Seb Vettel – why all the hatred?

Viewing 15 posts - 16 through 30 (of 105 total)
  • Author
  • #207823

    Hatred is too strong but why does he have more detractors than others, hard to say. Can’t really be that he’s a non English speaker, look at tennis, Nadal and Federer are hugely popular, more so than Murray. Or that he’s German. Boris Becker was a big favourite at Wimbledon.
    And there are athletes who are popular despite being dominant, Valentino Rossi being an obvious case.
    So why might he be less popular than other drivers? As others have said, his attitude when things go wrong is off putting combined with the fact he actually has very little to moan about compared to most other drivers on the grid. But it’s also down to personalities, some people you just don’t warm to, others you do.


    @matt90 and @jobymcanuff
    What probably OP, and if not me, is wondering, is why you dislike Vettel for common driver behaviour.

    – Why do you dislike Vettel for his finger, but not the many finger-drivers before him? Why don’t you dislike Alonso, with his (Renault-days) animal impressions, or Schumacher with his high-jumps?
    – Why do you dislike Vettel for being unhappy (when have you seen him ‘sulk’?) if things don’t work the way they should, while most every driver pouts their lips when things don’t go their way? Wasn’t it Hamilton who was (imo, also wrongly) criticized for looking like he just had dental surgery after ‘only’ coming third in Australia? Do we really need to go into Alonso’s antics if he doesn’t get things his way?
    – Same as above for ‘moaning’.

    I guess the question marks just come from the apparent double standard. If you say or instance you dislike Vettel for being sulky, than you must also dislike Hamilton and Alonso. If you don’t dislike those two (among many others), then you don’t dislike Vettel for being sulky, but for something else. Than just say what’s on your mind, instead of giving illogical reasoning.


    His immaturity in the 2010 season and his dominance in 2011 is why people dont like him. Like every sport, people mostly hate the favourites. People want to see some surprises and to not see the same guy winning over and over which is understandable.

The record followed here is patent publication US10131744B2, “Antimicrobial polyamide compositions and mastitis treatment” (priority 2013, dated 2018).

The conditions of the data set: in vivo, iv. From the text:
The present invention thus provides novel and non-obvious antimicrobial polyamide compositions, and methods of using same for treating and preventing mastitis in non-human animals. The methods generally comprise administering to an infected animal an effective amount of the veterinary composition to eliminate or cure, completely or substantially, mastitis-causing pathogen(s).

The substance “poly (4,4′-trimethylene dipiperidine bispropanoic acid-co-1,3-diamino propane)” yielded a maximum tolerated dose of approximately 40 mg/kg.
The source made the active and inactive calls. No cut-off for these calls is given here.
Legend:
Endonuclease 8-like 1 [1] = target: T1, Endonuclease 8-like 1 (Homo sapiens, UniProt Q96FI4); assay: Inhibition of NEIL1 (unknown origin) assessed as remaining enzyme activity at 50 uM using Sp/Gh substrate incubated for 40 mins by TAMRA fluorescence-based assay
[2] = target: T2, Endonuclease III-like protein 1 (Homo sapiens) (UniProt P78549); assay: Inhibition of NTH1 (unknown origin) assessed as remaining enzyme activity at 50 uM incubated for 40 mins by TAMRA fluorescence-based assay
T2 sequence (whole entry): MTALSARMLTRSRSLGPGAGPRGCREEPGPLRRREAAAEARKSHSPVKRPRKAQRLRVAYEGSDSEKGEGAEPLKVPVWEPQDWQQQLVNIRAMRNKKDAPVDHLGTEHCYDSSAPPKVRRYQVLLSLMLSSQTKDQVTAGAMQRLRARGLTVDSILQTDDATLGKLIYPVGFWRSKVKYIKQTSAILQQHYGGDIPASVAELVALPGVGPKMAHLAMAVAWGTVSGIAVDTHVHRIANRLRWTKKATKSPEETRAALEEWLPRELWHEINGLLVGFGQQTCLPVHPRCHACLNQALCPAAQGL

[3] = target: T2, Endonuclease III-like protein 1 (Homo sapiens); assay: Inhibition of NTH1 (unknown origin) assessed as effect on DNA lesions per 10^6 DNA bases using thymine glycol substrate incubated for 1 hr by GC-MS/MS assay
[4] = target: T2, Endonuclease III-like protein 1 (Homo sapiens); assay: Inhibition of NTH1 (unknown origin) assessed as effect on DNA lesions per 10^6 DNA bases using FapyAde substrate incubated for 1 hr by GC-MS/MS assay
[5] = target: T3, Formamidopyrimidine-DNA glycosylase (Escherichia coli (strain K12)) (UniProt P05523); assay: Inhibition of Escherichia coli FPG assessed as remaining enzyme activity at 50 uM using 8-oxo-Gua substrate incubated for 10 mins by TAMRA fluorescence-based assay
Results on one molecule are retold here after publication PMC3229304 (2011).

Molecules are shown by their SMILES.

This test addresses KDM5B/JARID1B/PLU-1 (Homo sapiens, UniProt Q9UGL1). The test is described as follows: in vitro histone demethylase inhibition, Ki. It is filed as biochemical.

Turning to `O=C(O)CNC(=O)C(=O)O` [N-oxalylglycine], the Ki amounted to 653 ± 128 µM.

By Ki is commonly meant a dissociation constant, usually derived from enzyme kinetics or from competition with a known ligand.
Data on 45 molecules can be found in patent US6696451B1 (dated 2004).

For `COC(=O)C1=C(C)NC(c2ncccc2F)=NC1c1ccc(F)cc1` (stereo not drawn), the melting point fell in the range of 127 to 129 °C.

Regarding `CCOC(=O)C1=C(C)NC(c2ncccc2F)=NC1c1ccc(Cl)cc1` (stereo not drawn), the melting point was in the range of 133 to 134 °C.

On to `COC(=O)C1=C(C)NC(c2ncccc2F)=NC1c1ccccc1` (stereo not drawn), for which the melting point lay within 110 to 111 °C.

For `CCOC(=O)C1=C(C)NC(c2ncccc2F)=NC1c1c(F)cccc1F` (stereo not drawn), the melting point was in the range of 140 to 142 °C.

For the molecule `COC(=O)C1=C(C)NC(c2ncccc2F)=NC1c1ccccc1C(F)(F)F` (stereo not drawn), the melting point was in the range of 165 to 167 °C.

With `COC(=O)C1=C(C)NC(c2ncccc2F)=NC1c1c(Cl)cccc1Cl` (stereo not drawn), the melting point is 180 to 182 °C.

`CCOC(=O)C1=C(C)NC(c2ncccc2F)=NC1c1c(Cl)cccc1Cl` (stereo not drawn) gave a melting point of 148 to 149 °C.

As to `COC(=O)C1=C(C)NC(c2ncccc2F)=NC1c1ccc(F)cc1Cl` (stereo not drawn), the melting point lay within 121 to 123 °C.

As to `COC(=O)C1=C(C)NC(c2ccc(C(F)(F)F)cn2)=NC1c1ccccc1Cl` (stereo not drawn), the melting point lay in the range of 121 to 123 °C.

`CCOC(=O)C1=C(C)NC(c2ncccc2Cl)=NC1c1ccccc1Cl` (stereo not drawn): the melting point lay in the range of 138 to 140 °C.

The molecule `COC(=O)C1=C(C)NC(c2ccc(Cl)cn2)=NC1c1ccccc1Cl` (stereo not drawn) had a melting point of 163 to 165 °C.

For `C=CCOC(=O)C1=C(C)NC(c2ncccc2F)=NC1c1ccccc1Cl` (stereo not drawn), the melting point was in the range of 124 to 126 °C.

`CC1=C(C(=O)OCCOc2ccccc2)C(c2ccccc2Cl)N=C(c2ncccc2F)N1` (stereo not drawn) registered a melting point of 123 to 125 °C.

I mean, I really like Alonso. But now I dont want him to win for the next few races because he is the favourite to win the WDC this year and it would make the end of the season more exciting.


    Regarding the finger, for exactly the reason I stated. Nobody does the finger quite like Vettel. The other examples you gave come across as fun celebrations, not aggressive ‘up yours’ bragging.
    Regarding being unhappy and moaning- for example, last year he was sulking have come second in the middle of a dominant season. I don’t recall Hamilton in Aus this year being the middle of a dominant season- he was beaten in the first race of the year by his team mate who started behind him, right when Hamilton would most like to prove that Button is not the better driver despite the previous season.

    Also as I made clear in my post, it’s the combination of these things and the other factors I mentioned too, so de-constructing it is a bit pointless. I’ll also add in that he is similar to Schumacher in some ways, and that isn’t the best similarity to have from a popularity viewpoint.


    Also, the dominance of a driver can sometimes be easier to swallow. For example, I didn’t watch at the time, but Mansell won after a decade long battle of trying and coming oh so close to winning a title. I’d love to hear what the reaction to his dominance was at the time- I’m sure it made the races just as dull sometimes (although it’s worth noting that a lot of 2011’s races were great despite Vettel running away with them), but I would imagine it was more bearable than if he had won the previous season too. That season was vindication for him. It would be the same if Alonso loses this year and dominates next year, although it would also depend on how he carried himself during next year. For the record, I also dislike Alonso for a multitude of reasons. Vettel’s win was uncontested, his second in a row, and the first time a driver has won consecutive titles in 5 years- these things make people less likely to root for a driver.


    I agree on that @matt90, schumacher wasn’t very wise in terms of public perception. But I do think Vettel is different, at least in Germany.
    I mean, Germans would rank Schumacher just outside the Top 10 drivers they liked (popularity), although many of them rooted for him anyway. But they like Vettel, because he is very easy-going and simple, and will always give questions a straight and honest answer.
    I like that about him. And, of course, his ability to drive the car. For me, Vettel x Hamilton will be the duel in this decade, and it will be a great one!


    Mansell’s title in 1992 was maybe the most boring in Formula 1 history.


    @magon4 But regardless of whether it was boring, was Mansell as resented for his success as Vettel?


    I think there is something about the human psyche which compels us to weave an interesting narrative around things such as sporting competitions. We want there to be good guys and bad guys, people we can cheer for and people we can boo. We also love an underdog, so it’s convenient if the bad guy is the successful one. Look at virtually anyone that’s extremely successful in sport. Michael Schumacher, Tiger Woods, Roger Federer, Sebastian Loeb, Ronnie O’Sullivan, and so on. All are seen as controversial characters; celebrated for their prowess, but somehow occupying the position of bad guy. Heroes in sport are those who seem to have almost no hope of beating the top guys. People like Jimmy White.